“Usually I’m cool with an entire hour of not knowing what the President tweeted. Or getting texts from Sonny and Malik (sometimes about shit the President tweeted). But today, I wanna go up to that desk, snatch my phone from the pile, and run out of here.”

And that’s not the only allusion to the Misogynist-in-Chief.

“‘Hold up,’ I say. ‘You mean to tell me that I won the battle, am clearly the better rapper, and yet he’s getting all the buzz?’

‘So basically,’ Scrap says, ‘you won the popular vote and still lost the election.’

I shake my head. ‘Too soon.’”

Savage. Over the course of the next few weeks, desperate to pursue her stratospheric dreams and follow in the footsteps of her idols, she has to navigate fraught relationships with friends and family, contend with rivals in and out of the ring, and deal with violence and vicissitudes at school, all while struggling to keep the lights on at home.

“Sometimes I dream that I’m drowning. It’s always in a big, blue ocean that’s too deep for me to see the bottom. There’s nobody for me to call on, and I know that I’m going to die. But I tell myself that I won’t; that no matter how much water gets in my lungs or how deep I sink, I am not going to die simply because I say so.

Suddenly, I can breathe under water. I can swim. The ocean isn’t so scary anymore. It’s actually kinda cool. I even learn how to control it.

But I’m awake, I’m drowning, and I don’t know how to control any of this.”

Also shout-out to the fact she’s a Fellow Nerd, constantly referencing Star Trek, Star Wars, The Lord of the RingsHarry Potter, and comics galore.

“Jay’s a people person. I’m more of a ‘yes, people exist but that doesn’t mean I need to talk to them,’ person.”

Her mum Jay is a force of nature in her life, someone who was once quicksand but who became bedrock. And, for me, she is the true hero and heart of the story. When she tells Bri about life’s “under the bridge” moments was the second of three separate instances this book made me full-on weep. The first was that conversation with Trey. You know the one, beside the fridge. That hit me right in the ventricles for various reasons. And the third was on the last page. Because that was one of the most uplifting endings to a story I have ever read. I was left beaming at my Kindle, dewy-eyed, inspired, empowered.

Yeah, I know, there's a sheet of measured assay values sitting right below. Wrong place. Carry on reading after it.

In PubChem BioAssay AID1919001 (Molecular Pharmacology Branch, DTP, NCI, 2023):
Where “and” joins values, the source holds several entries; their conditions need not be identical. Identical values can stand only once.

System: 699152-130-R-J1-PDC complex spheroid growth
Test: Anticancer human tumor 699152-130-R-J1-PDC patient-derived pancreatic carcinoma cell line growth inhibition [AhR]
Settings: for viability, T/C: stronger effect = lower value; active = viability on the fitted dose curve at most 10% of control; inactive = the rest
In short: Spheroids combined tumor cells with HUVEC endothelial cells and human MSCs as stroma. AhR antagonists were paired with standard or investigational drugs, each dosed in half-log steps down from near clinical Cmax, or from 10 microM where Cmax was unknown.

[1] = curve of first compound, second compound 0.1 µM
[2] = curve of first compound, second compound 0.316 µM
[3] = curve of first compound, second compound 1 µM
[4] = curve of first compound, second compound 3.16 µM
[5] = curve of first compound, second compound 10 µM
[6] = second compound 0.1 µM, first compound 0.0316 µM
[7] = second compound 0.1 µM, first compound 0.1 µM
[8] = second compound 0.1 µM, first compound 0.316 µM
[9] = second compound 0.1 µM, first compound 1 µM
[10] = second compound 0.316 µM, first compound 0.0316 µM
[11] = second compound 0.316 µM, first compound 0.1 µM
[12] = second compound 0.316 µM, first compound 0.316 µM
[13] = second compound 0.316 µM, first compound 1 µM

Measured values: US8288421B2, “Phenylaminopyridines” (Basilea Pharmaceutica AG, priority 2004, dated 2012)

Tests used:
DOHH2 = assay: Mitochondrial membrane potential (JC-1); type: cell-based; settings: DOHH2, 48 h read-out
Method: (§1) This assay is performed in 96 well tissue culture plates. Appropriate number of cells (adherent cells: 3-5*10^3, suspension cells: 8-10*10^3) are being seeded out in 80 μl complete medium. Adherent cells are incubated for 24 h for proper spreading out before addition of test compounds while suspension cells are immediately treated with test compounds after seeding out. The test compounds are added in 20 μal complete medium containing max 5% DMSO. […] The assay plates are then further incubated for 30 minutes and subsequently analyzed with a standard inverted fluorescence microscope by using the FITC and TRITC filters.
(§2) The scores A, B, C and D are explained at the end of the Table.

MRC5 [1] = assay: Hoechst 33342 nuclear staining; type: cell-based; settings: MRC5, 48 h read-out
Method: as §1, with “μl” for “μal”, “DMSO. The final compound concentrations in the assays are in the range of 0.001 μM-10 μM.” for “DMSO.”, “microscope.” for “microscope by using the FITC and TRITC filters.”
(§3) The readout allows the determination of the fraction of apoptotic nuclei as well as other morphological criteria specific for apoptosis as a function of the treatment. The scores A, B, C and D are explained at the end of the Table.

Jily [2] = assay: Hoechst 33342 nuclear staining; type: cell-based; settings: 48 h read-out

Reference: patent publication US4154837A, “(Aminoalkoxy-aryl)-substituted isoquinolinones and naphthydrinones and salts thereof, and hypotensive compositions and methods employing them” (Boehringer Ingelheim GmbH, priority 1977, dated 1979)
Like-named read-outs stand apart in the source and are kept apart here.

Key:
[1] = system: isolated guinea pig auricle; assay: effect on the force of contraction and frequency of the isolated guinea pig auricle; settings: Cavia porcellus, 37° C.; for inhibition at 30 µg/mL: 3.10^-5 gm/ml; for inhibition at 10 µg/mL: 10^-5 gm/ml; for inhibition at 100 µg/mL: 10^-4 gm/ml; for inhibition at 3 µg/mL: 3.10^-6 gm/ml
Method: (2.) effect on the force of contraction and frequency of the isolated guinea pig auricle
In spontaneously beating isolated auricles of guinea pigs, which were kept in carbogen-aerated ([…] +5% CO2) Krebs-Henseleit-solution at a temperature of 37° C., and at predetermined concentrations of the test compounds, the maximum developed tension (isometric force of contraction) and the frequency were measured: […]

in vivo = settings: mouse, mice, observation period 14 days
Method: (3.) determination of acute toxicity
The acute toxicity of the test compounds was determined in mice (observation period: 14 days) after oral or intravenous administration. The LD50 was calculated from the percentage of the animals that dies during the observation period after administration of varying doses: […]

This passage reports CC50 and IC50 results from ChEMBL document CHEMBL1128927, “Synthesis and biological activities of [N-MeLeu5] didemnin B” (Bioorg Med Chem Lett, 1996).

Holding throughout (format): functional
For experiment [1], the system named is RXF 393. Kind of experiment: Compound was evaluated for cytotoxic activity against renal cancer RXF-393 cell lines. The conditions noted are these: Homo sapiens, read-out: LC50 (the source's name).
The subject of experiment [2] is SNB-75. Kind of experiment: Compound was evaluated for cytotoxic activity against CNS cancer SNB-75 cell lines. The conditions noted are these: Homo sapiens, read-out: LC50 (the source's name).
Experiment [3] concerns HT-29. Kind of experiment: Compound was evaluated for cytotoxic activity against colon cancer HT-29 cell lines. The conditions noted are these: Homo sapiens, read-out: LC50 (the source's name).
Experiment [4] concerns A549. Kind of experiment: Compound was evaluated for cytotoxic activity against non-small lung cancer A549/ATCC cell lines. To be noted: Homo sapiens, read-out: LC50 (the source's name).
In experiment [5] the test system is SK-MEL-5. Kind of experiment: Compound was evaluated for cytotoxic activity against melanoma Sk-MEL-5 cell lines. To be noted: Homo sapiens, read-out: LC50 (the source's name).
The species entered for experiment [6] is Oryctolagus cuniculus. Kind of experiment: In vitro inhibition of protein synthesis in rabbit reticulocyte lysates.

Honestly, there’s a special alchemical reaction that ignites in your soul, your gut, when you consume a piece of art that resonates with you on a perfect string harmonic, cutting through the air, clear and pure. Reading OTCU really was one of those moments, like having dilithium crystals flung wantonly into the warp core of the imagination. The way Bri grapples with her identity and existential relativity is so powerful, especially how every time the emotions and frustrations and fears build up inside her until she’s about to burst, it all coalesces and entwines into words words words, exploding out of her in impassioned lyrical orations, drawing blood with her pen and hitting arteries (to paraphrase Lin’s verse on ‘Wrote My Way Out’). Like her, I “fiend for that feeling”. She transmutes her pain into poetry with the precision of a master wordsmith. As someone who reaches for a blank page in the darkest moments of life, this was both inspirational and intensely soul-soothing.

The very best works of art make me want to write so urgently I can barely keep the thought trains on their rails while I scramble for pen and paper. The second I finished On the Come Up, words were streaming from my fingers. And that alchemy, right there, just makes everything worthwhile, makes life worth living.

Me with the Walker team at the London THUG premiere